In the latest version opening the hourly view will position the display on the current hour, so you don’t have to spend your evenings scrolling downwards. Plus poetaster has applied his experience with embedded WebViews, no doubt garnered during development of Mah Solitaire, to add a very effective Rain Rader page, with which you can chart the movement of overhead sog animated in ten minute intervals.

This release of the popular app it up to version 0.9.2, available from the Jolla Store, OpenRepos and Chum.


While the official WORDLE site offers only an English-language version of the game, Slava Monich (slava) continues to extend his native WORDLE app with new features and new languages. The latest version adds Ukrainian to the list of supported languages.

WORDLE is a simple game: guess the five letter word within a maximum of six attempts. On each attempt any correct letters in the correct location are coloured green, while any correct letters in an incorrect location are coloured yellow. Each attempt has to be a valid word, but every letter that’s incorrect is removed from the alphabet of possible letters to use.

While it’s a simple game in terms of rules, it’s also a fiendish game in terms of effort and strategy. Do you start with a new word each time, or choose a word packed full of vowels? Permuting the correct letters in order to create a new word can be a genuinely taxing experience.

The original WORDLE offers only one game per day, but with slava’s implementation you can play it as often as you like. A single game can take just a few minutes, but with no restriction on repeat plays, you’d be wise to allocate yourself a lot more time if you plan to give the game a go.

It’s great to see it continue to get updates, and version 1.0.11 is available from the Jolla Store, OpenRepos and Chum.


Slava Monich (slava) has also updated his CodeReader barcode reader app. Based on the original CodeReader app by Steffen Förster, you may be wondering why you’d use a third party QR code scanner now there’s one built right into the official camera app.

The fact is, while the inbuilt scanner will do the job, slava’s CodeReader app goes a step further in terms of usability and functionality. For example, scanning a Covid vaccination certificate with CodeReader will decode the data contained in the embedded text string and present it in a nicely formatted way. Similarly vCards will be decoded into their individual fields. Indeed, the latest version embeds a contact card viewer into the app, presumably to replace the operating-system-supplied viewer which now blocked due to sandboxing.

As with all of slava’s apps, CodeReader is slick and feature-packed, so if you find yourself scanning QR codes more than just occasionally, you’ll find it a useful addition to your phone.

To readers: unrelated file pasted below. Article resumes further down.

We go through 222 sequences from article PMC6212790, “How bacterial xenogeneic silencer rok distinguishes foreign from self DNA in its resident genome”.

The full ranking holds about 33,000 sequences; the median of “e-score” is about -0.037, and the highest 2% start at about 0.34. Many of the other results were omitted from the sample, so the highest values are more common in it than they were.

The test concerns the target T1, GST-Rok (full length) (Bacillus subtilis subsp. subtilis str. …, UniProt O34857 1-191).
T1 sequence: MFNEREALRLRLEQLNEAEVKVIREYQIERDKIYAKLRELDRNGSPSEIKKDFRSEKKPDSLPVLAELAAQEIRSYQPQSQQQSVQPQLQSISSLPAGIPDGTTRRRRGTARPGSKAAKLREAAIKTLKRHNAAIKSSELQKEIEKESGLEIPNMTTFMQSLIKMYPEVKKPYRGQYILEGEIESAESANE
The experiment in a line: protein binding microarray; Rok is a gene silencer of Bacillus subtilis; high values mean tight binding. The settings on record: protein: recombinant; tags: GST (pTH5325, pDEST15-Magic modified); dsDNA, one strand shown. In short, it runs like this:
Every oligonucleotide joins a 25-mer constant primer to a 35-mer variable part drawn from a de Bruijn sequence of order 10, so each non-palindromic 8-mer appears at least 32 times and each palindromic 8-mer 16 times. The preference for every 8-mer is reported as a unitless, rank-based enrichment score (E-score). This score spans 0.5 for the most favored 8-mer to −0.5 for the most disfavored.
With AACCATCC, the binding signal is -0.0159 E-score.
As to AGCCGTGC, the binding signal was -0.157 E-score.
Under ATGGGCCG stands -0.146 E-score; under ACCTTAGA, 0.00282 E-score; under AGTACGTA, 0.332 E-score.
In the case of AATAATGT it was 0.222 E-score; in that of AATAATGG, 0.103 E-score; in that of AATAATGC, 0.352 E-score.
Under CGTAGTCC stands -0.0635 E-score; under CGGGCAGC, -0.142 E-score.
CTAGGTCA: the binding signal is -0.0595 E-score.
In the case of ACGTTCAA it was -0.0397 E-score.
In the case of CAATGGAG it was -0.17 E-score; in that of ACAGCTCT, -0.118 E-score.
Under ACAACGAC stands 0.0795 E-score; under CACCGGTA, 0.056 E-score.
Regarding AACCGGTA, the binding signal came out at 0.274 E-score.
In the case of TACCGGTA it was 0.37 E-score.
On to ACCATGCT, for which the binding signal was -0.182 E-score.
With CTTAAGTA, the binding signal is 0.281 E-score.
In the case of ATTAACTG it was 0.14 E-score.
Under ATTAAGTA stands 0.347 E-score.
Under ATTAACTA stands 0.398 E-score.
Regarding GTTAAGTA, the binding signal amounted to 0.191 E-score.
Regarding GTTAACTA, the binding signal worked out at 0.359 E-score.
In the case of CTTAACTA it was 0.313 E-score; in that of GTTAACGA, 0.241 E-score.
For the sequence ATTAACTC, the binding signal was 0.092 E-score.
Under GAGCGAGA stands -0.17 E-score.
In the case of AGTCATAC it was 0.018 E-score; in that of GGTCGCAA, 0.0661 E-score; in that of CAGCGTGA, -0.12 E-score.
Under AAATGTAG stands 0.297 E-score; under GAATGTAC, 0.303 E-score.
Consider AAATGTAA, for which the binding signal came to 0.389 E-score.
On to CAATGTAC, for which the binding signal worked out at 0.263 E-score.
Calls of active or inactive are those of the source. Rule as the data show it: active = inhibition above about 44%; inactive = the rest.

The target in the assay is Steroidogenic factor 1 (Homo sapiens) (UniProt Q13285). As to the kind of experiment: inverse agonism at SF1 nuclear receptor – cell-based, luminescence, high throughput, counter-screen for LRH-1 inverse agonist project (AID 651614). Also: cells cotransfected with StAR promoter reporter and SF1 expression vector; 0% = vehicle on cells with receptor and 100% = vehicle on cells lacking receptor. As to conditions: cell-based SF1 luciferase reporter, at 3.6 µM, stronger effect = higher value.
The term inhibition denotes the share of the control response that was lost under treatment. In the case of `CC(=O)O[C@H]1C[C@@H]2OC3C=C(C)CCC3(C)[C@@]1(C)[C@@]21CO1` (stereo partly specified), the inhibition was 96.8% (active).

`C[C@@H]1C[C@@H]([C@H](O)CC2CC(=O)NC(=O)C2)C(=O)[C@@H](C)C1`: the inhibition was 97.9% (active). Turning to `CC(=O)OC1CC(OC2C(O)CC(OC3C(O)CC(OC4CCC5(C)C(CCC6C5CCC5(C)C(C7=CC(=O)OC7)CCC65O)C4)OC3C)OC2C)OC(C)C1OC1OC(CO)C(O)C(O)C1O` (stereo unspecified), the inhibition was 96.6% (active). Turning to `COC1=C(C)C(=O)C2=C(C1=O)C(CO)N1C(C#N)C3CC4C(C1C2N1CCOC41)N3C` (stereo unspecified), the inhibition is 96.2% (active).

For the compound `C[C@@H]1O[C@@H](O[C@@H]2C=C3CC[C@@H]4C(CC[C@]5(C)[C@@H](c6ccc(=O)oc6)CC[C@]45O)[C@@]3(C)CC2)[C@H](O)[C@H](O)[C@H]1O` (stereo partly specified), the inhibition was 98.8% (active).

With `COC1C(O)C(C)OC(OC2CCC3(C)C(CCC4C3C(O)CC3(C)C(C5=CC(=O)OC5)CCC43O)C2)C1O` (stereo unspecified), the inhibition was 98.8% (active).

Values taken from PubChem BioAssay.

The latest version 1.0.48 of CodeReader is available from the Jolla Store, OpenRepos and Chum.

TimeLapse Tools

It’s always great to see developers taking on board suggestions from the community, and that’s exactly what Lukas Karas (karry) has done with TimeLapse Tools, the app that lets you capture images over a long period of time to be stitched into a faster-than-life animation.

When we tried the app back in September we enjoyed configuring the app and capturing images, but hit a snag when trying to generate the final video output. We even went so far as to suggest skipping the release to avoid getting stuck at this final step. The issue turned out to be locale-related, with slashes in the date format (dd/mm/yyyy) unexpectedly causing the images to be stored in subdirectories. It’s great to see karry rolling out a fix so quickly.

Following this update, there’s now no reason not to recommend the app again for timelapse photography enthusiasts and curious dabblers alike. Not only does the release fix the issues we experienced, it also now stores timelapse metadata alongside images, and updates the translations.

Another nice new feature is that battery levels of both the phone and any attached camera are also displayed on the capture screen, very apposite for an app that’s likely need to run for hours at a time while it captures its shots.

The latest release of Timelapse Tools brings it to version 0.3, which is available form both the Jolla Store and OpenRepos. Definitely worth an upgrade.

Please feed us your news

We hope you enjoyed this fortnight’s community news. This is your news, and frankly we can’t always keep up with all the exciting stuff happening in the Sailfish community, so please help us out by replying to this post in the forum if you’d like to see something included.

And do also join us at our community meetings on IRC, Matrix and Telegram. It’s a great place to discuss any of the content you see here, ask questions and share your ideas. The next meeting will be on the 27th October.


There is small typo error. In German it’s Verein :wink:

And there is another one:


Thank you for your work! It’s always nice to read the Community News \o/


Thank you for the feedback @pherjung! I’m glad you’re enjoying the newsletter, and I’m always happy to fix any mistakes.

1 Like

A big heartfelt thanks to all for pushing forward with the Verein!


Did I get this correctly? Battery charge control is going to be a built-in feature? That’s great!


Certainly looks like it - this is indeed great news!

I want to repeat my thanks to everyone who joined the meetup, making it a very enjoyable afternoon and evening! There was a lot of good talk, productive discussion (esp. in the context of the Verein discussions), some app bug fixing, exchange of tips and tricks, and general enjoyment.
You are a bunch of great people and hopefully we’ll meet again at another installment of this event (or a similar one).

Also thanks to @vlagged, @jojo and of course @flypig for featuring it in the SCN.


Exciting news from Vienna - thank you for the summary and photos! And thanks to the Lausanne meetup for their livestream! It was great to hear from @rubdos and @abranson “in person.”

1 Like

That are interesting news concerning a new “Verein”: If we users (= members/Vereinsmitglieder) could vote and pay for issues to be fixed, which are for us mostly important. Nice Idea! Thanks for your work.